Dissection revealed cancerous corrosion everywhere. Our is the vertical type which sits in the mast, and turns on the same axis as the furling foil. I had asked the former owners mechanic how to service the motor while we were in Martinique in April. His response “you don’t, it’s fine...”. During removal I noted an errant zip tie (of still unexplained importance or virtue) sitting atop the seal/gasket which seemed to have worn significantly the seal/gasket and permitted the egress of the elements. 
The motor could not be resuscitated. A new one from our man Thierry arrives Wednesday. 
So: my question: other than the habitual application of silicone grease to the seal and corrosion X inside, any other tips for prophylaxis on this vertically aligned motor?  
I’d appreciate any thoughts!

Duane, I looked for your original treatise and could not find it if you could send I’d be obliged. 


Many thanks to you all. 

Porter
Ibis 54-152. Panama 

Excuse the errors.  
Sent from my IPhone 

On Jan 14, 2019, at 2:56 PM, John Clark john.biohead@... [amelyachtowners] <amelyachtowners@...> wrote:

 

Chuck,
    I did the same rebuild of both gears.  The manual furler is also the thrust bearing for the mainsail foil.  It rusted to mush and almost seized up.  The bearings are off the shelf wheel bearings....cost less than 20 USD.  The trick to getting the bearings out is heat.  I put the case in the oven heated to about 350F and the big bearing pops right out. 

Seals are the same off the shelf parts ...

I think I posted the part numbers on the forum.  If you cannot find the post I will send you a list.

Regards John

SV Annie,.. SM 37
Prickly Bay

On Mon, Jan 14, 2019, 9:11 AM Chuck Lacey clacey9@... [amelyachtowners] <amelyachtowners@... wrote:
 

Thanks Duane. I now remember you did a detailed write up on this. I will go back and read. Fortunately my manual furler is working or we would be motoring everywhere. Once fixed I'll keep it well lubed to fight corrosion. 
Chuck 
Joy SM #388
East bound to St.Martin
Windward Gods be kind 

On Sun, Jan 13, 2019 at 6:41 PM sailor63109@... [amelyachtowners] <amelyachtowners@...> wrote:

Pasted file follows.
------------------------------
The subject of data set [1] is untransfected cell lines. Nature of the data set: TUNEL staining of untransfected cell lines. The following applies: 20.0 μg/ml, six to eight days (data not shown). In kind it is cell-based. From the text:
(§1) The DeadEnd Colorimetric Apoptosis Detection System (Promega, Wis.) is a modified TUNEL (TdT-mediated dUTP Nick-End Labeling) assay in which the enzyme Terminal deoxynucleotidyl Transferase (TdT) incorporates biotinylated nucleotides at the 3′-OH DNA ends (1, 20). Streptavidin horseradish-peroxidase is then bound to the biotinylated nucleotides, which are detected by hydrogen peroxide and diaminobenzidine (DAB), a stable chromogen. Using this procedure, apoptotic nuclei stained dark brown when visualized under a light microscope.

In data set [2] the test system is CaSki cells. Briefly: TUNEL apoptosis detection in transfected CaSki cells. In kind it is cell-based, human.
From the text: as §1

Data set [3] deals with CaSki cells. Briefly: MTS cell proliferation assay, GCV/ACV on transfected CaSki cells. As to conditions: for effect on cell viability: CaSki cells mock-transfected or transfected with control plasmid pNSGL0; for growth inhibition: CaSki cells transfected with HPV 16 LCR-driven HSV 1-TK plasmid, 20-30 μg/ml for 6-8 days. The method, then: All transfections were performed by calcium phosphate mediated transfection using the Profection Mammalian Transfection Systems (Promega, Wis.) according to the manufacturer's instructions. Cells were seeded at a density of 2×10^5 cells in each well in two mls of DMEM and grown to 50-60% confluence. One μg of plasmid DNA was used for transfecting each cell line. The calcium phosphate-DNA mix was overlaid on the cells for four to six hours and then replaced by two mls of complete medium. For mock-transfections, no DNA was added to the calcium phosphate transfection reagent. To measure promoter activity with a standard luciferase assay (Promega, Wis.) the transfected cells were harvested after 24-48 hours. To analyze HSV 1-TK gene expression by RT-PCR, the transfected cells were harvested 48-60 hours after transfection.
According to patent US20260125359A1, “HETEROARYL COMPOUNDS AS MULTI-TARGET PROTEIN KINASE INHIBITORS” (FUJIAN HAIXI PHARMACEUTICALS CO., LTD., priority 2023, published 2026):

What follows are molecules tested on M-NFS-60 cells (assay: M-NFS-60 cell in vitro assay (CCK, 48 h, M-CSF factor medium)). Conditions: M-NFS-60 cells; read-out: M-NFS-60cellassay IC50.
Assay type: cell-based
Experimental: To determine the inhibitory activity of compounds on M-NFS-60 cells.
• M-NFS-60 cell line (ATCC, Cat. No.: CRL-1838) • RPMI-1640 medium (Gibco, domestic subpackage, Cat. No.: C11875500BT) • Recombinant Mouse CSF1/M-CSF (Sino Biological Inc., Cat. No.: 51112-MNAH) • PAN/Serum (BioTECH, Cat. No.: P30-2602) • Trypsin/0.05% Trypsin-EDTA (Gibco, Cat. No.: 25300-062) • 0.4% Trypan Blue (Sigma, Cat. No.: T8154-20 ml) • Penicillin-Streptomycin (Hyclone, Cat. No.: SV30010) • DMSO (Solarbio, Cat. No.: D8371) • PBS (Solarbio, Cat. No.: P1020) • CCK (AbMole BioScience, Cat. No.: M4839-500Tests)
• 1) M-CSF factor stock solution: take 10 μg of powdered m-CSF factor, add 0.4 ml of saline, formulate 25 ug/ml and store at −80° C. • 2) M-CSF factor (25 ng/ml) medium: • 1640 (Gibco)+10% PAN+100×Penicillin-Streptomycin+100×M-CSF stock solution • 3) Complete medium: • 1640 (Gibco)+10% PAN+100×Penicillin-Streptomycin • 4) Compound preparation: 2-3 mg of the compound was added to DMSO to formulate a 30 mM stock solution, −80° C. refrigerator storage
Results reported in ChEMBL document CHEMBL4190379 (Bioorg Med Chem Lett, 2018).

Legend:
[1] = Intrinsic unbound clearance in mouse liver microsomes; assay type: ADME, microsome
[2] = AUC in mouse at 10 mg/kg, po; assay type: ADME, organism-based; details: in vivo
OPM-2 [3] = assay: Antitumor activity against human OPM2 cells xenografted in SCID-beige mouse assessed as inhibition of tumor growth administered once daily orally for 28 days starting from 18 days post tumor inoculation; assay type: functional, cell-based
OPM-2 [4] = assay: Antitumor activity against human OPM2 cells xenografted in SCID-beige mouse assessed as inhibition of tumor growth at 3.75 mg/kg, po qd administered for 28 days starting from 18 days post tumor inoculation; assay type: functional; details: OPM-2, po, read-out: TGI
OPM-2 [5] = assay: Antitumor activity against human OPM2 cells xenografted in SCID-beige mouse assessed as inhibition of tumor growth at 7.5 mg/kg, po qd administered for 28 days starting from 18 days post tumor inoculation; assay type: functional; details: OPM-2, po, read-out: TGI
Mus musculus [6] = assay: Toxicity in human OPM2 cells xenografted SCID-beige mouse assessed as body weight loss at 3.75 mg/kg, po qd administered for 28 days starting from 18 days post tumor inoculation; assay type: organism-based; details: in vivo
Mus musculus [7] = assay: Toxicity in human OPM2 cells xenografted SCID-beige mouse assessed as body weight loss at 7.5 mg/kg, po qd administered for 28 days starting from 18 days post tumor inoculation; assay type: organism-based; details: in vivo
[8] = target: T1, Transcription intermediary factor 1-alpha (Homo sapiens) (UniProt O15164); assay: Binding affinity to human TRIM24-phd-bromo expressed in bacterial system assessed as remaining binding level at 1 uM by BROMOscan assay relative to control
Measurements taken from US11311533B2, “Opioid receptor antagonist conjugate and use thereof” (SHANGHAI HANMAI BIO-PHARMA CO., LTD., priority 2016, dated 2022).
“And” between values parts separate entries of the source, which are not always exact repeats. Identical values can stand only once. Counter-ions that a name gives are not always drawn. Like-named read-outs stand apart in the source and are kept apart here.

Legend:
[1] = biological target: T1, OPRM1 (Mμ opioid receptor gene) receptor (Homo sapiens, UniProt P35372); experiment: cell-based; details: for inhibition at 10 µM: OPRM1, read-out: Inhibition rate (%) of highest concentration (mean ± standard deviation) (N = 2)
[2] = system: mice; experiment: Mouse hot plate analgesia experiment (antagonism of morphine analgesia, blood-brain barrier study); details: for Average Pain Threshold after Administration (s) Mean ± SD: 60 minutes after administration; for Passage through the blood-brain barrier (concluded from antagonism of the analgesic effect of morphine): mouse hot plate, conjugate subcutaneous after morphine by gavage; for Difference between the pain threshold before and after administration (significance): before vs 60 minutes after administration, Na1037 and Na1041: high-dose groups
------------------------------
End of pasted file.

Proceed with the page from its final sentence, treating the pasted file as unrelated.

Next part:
Chuck,


Same thing happened to me.  The top bearing in the gearbox was rusted solid, both in the motor gearbox and the manual furler.

There is a list of the bearings used somewhere on the forum.  You can do this overhaul yourself if you have a bearing puller.  The bearings are pretty cheap.

I'm going to start hitting the top bearings in the gearbox with a "wet" bicycle chain oil.  This top bearings does not get enough lubrication from below, but it does have some saltwater penetration.

Duane
Wanderer, SM#477


Re: [Amel Yacht Owners] Re: Main Sail Furling Motor Issue

greatketch@...
 

Duane,

Having just had my main sail manual furling gearbox apart, I know on mine there is no worm gear, just two spur gears.  Which makes sense, because you (usually) can not back-drive a worm gear.
Were there different models?  Or are you thinking of something else?

On all of these gearboxes it is critical to consider all the lip seals maintenance items that need to be changed on a regular basis. I have mine on a two year replacement cycle, which is probably excessive, but seals are cheap and readily available, and gears are NOT. If you see even a trace of rust on the seal, that means the garter spring is rusting and failure is imminent.  Replace it sooner--not later!

When changed it is also important that the seals be packed with grease so they do not run dry, even if you use oil as the primary lubricant in the gear box. In addition to lubrication, grease helps make a good water barrier.  On the seals that face upward, and are subject to the most persistent saltwater contact, consider going with double-lip seals instead of single for an additional barrier to water, dirt, and salt.

Bill Kinney
SM160, Harmonie
Spanish Wells, Bahamas


Re: [Amel Yacht Owners] Re: March Liquid cooled pump

 

Eric,

I have some more information. Calpeda recently added a model that I think you should consider. It is the Calpeda BCM22/1/A-R and it is 50 / 60Hz. It moves 1,700GPH. It is in stock at Caraibes in Martinique and is priced at 875 € net. They also have the BCM22/A in stock at about the same price.

Caraibes is an Amel School Preferred Vendor. Contact Patrice FOUGEROUSE caraibe-refrigeration.fr>


Best,

CW Bill Rouse
Admiral, Texas Navy
Commander Emeritus